South Korea (+1100)

The South Koreans have rarely made it out of the group stage at the World Cup, doing so only twice in their nine appearances since 1986. They’ve won their group once, back in 2002 when they shared World Cup hosting duties with Japan.

South Korea dominated AFC Group H in the second round of qualifiers, going 5-1-0 and allowing only a single goal. But that domination was stopped in the third round of qualifiers with Korea dropping to second in Group A behind Iran.

There’s no issue defensively for Korea – they held the second-best goals against per 90 rate at 0.24 through AFC qualification. Only Qatar, who automatically qualified as host and played eight fewer games, had a better goals against per 90 at 0.12. It’s offensively where Korea struggles.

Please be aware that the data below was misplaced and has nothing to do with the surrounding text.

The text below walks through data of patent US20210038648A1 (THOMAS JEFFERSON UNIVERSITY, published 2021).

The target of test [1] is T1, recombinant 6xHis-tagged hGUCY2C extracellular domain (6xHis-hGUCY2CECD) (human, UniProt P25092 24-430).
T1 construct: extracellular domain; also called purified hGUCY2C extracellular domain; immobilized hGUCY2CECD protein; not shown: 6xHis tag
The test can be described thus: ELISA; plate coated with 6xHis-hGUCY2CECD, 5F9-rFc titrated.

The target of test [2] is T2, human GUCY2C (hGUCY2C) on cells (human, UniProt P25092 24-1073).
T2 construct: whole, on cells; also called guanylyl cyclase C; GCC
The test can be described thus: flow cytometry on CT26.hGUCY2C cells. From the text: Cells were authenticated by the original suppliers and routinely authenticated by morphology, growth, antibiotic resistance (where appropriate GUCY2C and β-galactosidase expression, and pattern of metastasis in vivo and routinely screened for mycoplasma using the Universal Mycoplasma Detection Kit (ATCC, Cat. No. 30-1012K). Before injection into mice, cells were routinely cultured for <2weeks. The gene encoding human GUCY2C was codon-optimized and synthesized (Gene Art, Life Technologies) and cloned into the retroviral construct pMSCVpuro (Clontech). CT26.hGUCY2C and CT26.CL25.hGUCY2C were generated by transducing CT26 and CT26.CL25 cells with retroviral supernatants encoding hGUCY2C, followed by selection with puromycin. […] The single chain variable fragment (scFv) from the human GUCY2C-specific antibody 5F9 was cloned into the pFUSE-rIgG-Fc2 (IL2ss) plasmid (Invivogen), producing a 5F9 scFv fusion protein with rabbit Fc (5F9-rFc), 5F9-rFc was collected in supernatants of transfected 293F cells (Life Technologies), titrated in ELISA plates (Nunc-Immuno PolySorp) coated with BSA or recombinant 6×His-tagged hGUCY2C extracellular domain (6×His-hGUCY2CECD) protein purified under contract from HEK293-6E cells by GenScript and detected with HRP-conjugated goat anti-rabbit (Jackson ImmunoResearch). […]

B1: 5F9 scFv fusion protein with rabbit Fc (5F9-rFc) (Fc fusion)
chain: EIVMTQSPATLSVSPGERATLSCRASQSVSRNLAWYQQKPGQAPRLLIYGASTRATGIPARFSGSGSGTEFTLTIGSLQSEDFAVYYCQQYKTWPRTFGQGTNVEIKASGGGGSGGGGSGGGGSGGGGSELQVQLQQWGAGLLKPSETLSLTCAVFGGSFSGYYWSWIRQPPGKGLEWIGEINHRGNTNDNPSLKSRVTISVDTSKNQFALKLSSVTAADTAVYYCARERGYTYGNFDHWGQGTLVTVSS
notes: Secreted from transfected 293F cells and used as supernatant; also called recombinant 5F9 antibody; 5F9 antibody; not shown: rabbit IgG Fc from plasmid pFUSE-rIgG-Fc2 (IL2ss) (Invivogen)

Their 2.00 goals per game ranked 10th in the Asian region, behind China and Uzbekistan. You’d think a side that features recent Premier League Golden Boot Sportsbook Son Heung-Min wouldn’t have an issue scoring, but Heung-Min is dependent on service and can’t do it alone. That’s exactly what he’s forced to do for the Koreans and it’s why their odds are so low.

Son sits sixth on the Premier League Golden Boot oddsboard with odds to win at +4000 despite winning the award (alongside Liverpool’s Mohamed Salah) last year with 23 goals. 

Defense wins championships, or so we’re told, but if a team doesn’t have the offense to pop in a few goals, then what good is all that defending? You can’t win if you can’t score.


Ghana (+2800)